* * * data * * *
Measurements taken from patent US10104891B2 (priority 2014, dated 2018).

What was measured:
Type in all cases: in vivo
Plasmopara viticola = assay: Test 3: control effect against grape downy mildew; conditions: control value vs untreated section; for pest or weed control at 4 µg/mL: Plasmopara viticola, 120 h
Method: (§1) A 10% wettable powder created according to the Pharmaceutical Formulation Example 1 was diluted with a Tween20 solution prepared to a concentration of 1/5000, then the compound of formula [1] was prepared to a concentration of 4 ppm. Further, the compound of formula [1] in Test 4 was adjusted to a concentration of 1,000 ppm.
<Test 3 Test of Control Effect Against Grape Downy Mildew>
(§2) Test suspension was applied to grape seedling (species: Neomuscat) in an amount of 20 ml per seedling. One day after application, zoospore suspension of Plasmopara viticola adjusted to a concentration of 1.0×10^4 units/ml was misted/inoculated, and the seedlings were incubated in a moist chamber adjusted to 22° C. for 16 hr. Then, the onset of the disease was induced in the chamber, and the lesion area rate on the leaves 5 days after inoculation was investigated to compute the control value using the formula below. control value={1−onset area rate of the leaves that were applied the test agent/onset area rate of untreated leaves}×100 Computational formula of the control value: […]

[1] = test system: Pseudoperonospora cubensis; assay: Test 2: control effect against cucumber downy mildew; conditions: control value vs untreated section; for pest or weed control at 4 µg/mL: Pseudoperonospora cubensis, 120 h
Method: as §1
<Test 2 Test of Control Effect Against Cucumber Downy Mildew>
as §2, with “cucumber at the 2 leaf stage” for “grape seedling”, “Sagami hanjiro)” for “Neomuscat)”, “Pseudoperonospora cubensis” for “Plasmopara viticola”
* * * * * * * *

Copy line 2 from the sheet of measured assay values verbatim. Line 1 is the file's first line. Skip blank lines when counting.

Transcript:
What was measured: